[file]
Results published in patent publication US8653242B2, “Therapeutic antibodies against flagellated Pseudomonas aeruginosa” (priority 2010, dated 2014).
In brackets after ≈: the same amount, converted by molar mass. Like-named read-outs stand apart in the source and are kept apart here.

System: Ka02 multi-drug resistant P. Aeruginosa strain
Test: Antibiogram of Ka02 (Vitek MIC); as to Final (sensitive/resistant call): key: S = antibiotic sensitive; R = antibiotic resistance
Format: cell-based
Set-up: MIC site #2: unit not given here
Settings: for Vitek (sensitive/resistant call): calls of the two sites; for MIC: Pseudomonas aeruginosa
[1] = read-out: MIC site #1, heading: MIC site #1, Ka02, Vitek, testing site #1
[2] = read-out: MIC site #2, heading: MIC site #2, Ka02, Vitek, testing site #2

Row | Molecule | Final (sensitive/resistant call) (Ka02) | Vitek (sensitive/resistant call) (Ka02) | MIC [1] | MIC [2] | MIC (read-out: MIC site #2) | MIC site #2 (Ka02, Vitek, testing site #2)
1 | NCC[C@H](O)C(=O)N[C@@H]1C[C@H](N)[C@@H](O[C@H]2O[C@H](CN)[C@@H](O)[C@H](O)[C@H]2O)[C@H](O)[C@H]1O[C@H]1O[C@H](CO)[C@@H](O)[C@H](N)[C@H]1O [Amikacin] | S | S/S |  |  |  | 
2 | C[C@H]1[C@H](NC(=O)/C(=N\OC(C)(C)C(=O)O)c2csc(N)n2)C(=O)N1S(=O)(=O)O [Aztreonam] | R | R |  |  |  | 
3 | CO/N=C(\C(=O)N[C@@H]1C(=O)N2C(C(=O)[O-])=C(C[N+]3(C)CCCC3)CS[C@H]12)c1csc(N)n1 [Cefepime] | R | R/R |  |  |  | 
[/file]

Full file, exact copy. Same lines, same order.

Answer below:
Results published in patent publication US8653242B2, “Therapeutic antibodies against flagellated Pseudomonas aeruginosa” (priority 2010, dated 2014).
In brackets after ≈: the same amount, converted by molar mass. Like-named read-outs stand apart in the source and are kept apart here.

System: Ka02 multi-drug resistant P. Aeruginosa strain
Test: Antibiogram of Ka02 (Vitek MIC); as to Final (sensitive/resistant call): key: S = antibiotic sensitive; R = antibiotic resistance
Format: cell-based
Set-up: MIC site #2: unit not given here
Settings: for Vitek (sensitive/resistant call): calls of the two sites; for MIC: Pseudomonas aeruginosa
[1] = read-out: MIC site #1, heading: MIC site #1, Ka02, Vitek, testing site #1
[2] = read-out: MIC site #2, heading: MIC site #2, Ka02, Vitek, testing site #2

Row | Molecule | Final (sensitive/resistant call) (Ka02) | Vitek (sensitive/resistant call) (Ka02) | MIC [1] | MIC [2] | MIC (read-out: MIC site #2) | MIC site #2 (Ka02, Vitek, testing site #2)
1 | NCC[C@H](O)C(=O)N[C@@H]1C[C@H](N)[C@@H](O[C@H]2O[C@H](CN)[C@@H](O)[C@H](O)[C@H]2O)[C@H](O)[C@H]1O[C@H]1O[C@H](CO)[C@@H](O)[C@H](N)[C@H]1O [Amikacin] | S | S/S |  |  |  | 
2 | C[C@H]1[C@H](NC(=O)/C(=N\OC(C)(C)C(=O)O)c2csc(N)n2)C(=O)N1S(=O)(=O)O [Aztreonam] | R | R |  |  |  | 
3 | CO/N=C(\C(=O)N[C@@H]1C(=O)N2C(C(=O)[O-])=C(C[N+]3(C)CCCC3)CS[C@H]12)c1csc(N)n1 [Cefepime] | R | R/R |  |  |  | 